The next morning we pedaled up to Dunkin Donuts at Lotte Mart for their last western meal. After deciding to head to Yeosu that afternoon we rested and ate what would become Angus’ favorite meal samgyeopsal(thick strips of bacon).
From there we caught a train to Yeosu and proceeded to catch up among Hite beers and a beautiful May afternoon passing by ajumma working in rice fields, silent grave mounds carved into green hills and children in grassy fields waving at our train. It was one of my favorite moments of their week here. We spent two wonderful days in Yeosu taking in a festival honoring the Admiral Yi Sun Shin and the Buddhist temple Hyangiram. Angus and Sallie bravely tried all of the side dishes and even unknown sea life in the restaurants of Yeosu. They even passed up pastries from a local bakery to eat a Korean breakfast of soup and gimbap. After Yeosu we spent the rest of the week in Gwangju as Lindsay and I had to work. Sallie and Angus maneuvered their way around the city and even to the port town of Mokpo an hour or so south of Gwangju. The highlight of their time in Gwangju, for me, was their visit to our high fifth grade class where the two entranced our students, co-workers and vice principal for a couple of hours. They got sprayed with all the questions we have heard and a few we haven’t. Some highlights.
First question to Angus: “Why don’t you have hair?”
“Are there any gangsters in Tampa?”
To Sallie: “Do you have a secret handshake with your best friend?”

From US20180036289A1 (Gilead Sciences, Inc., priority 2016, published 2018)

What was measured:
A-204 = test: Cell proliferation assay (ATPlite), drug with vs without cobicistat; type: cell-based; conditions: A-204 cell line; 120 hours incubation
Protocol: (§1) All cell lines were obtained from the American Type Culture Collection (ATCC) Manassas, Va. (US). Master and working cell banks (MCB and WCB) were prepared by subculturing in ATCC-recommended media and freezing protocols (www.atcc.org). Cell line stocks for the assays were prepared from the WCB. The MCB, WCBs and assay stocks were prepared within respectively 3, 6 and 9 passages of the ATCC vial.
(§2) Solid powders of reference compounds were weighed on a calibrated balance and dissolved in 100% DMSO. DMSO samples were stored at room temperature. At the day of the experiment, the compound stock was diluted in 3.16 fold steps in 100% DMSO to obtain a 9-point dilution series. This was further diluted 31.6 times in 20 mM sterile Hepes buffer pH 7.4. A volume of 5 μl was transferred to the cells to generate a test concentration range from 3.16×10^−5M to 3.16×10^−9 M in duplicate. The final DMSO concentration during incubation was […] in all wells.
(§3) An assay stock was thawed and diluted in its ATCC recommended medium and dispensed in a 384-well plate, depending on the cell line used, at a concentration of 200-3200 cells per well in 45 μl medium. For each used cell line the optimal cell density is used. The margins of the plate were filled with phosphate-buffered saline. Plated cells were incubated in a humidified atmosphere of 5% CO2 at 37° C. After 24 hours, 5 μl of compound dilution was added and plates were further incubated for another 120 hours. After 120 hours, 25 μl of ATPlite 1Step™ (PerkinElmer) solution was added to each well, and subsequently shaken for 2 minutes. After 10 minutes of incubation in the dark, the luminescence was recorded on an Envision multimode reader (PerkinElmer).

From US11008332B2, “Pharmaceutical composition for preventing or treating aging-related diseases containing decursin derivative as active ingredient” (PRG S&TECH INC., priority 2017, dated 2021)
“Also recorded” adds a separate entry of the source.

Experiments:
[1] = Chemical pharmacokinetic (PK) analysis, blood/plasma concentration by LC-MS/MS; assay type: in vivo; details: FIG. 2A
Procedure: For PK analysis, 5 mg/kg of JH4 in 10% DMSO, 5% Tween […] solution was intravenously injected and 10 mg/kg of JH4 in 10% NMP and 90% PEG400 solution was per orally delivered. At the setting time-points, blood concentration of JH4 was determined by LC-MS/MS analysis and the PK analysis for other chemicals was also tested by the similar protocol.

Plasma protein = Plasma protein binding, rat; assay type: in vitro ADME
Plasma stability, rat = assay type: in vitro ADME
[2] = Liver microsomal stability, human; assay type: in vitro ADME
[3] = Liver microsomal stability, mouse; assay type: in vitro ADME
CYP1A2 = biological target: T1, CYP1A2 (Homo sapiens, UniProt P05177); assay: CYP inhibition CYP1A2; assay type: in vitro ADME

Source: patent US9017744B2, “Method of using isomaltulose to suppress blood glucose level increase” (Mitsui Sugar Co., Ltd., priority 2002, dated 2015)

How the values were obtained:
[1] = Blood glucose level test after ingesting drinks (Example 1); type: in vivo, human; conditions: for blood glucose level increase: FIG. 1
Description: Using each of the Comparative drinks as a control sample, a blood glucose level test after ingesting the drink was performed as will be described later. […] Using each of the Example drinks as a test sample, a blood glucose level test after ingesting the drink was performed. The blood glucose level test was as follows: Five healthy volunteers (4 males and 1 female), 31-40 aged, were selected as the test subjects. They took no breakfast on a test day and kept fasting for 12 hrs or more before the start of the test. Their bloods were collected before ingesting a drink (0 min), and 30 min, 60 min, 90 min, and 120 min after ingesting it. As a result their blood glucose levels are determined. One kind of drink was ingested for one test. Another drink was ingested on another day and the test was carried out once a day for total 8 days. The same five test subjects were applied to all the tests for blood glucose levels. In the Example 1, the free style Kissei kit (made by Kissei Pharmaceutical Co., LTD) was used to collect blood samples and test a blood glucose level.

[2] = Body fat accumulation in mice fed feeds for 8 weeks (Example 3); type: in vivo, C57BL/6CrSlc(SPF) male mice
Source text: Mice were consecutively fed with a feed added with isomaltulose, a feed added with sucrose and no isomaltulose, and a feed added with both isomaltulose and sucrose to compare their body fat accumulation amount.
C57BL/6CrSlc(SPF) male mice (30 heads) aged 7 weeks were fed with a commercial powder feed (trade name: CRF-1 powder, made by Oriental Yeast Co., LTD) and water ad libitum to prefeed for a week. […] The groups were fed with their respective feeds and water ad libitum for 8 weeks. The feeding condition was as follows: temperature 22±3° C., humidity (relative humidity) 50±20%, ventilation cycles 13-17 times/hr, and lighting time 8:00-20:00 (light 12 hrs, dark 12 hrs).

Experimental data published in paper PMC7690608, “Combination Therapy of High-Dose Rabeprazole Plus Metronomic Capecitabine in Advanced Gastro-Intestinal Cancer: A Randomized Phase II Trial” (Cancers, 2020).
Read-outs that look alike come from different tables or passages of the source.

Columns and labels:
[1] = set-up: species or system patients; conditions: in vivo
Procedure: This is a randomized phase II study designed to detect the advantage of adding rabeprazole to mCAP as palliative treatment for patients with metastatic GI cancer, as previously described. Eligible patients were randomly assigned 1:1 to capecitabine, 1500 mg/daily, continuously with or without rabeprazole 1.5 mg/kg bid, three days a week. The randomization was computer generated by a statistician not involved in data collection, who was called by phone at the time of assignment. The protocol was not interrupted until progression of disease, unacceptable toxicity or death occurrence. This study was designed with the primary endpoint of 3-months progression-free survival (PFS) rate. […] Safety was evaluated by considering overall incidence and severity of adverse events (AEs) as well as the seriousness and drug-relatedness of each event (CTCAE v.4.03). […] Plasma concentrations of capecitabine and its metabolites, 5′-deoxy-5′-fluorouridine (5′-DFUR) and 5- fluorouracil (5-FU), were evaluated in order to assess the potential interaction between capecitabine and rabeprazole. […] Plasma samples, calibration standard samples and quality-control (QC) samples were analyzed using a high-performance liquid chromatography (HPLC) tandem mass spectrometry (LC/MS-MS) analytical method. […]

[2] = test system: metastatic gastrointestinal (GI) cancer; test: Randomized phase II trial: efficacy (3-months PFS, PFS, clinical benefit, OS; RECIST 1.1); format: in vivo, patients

“Do you have a gun?”
“What is Tampa’s culture like?”
“How many children do you want?”
“Do you have pets?” “How many?” A collective “Wow” went up when Angus revealed they have 3 dogs and one cat.” “CHINJA!?!” (Really!?!) After a night of baseball(Tigers won 4-3!!), samgyeopsal and noraebanging we took the KTX(speed train that got up to 300km/hr) up to Seoul for the final leg.
That night, Angus strangely insisted he wanted to eat sannakji (live octopus). As it was his last night in Korea, we hoofed it over to Noryangjin Fish Market and watched Angus nervously await his last Korean meal. “I just want it to be moving,” he insisted as we tried to analyze his hand-wringing. And their they were. All of the tentacles moving violently in front of Angus, like a plate of angry worms.
They went down no problem. The only problem was trying to eat the copious amount of side dishes the waitresses continued to bring out throughout our meal. After a ritzy night in the Ritz (its much cheaper here), we toured around Seoul just before an unwelcomed good-bye.